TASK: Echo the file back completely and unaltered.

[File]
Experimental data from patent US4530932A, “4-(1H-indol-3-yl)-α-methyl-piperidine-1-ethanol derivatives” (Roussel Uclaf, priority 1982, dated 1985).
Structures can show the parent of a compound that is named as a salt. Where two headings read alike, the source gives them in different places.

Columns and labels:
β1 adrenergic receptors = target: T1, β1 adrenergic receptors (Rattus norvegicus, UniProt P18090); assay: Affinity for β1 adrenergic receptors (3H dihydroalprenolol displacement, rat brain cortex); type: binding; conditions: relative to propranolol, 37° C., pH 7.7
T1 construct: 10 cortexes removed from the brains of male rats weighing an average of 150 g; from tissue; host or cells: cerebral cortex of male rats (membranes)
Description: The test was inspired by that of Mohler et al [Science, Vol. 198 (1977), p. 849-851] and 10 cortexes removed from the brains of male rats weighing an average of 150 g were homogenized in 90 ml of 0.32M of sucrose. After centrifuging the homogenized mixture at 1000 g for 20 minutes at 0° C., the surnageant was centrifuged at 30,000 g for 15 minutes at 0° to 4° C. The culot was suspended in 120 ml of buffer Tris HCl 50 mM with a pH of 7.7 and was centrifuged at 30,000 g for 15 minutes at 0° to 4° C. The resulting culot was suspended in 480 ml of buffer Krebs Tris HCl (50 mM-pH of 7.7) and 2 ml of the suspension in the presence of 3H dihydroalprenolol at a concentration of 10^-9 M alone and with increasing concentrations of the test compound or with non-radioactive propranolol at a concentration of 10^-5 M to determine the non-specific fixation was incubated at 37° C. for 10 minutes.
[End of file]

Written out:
Experimental data from patent US4530932A, “4-(1H-indol-3-yl)-α-methyl-piperidine-1-ethanol derivatives” (Roussel Uclaf, priority 1982, dated 1985).
Structures can show the parent of a compound that is named as a salt. Where two headings read alike, the source gives them in different places.

Columns and labels:
β1 adrenergic receptors = target: T1, β1 adrenergic receptors (Rattus norvegicus, UniProt P18090); assay: Affinity for β1 adrenergic receptors (3H dihydroalprenolol displacement, rat brain cortex); type: binding; conditions: relative to propranolol, 37° C., pH 7.7
T1 construct: 10 cortexes removed from the brains of male rats weighing an average of 150 g; from tissue; host or cells: cerebral cortex of male rats (membranes)
Description: The test was inspired by that of Mohler et al [Science, Vol. 198 (1977), p. 849-851] and 10 cortexes removed from the brains of male rats weighing an average of 150 g were homogenized in 90 ml of 0.32M of sucrose. After centrifuging the homogenized mixture at 1000 g for 20 minutes at 0° C., the surnageant was centrifuged at 30,000 g for 15 minutes at 0° to 4° C. The culot was suspended in 120 ml of buffer Tris HCl 50 mM with a pH of 7.7 and was centrifuged at 30,000 g for 15 minutes at 0° to 4° C. The resulting culot was suspended in 480 ml of buffer Krebs Tris HCl (50 mM-pH of 7.7) and 2 ml of the suspension in the presence of 3H dihydroalprenolol at a concentration of 10^-9 M alone and with increasing concentrations of the test compound or with non-radioactive propranolol at a concentration of 10^-5 M to determine the non-specific fixation was incubated at 37° C. for 10 minutes.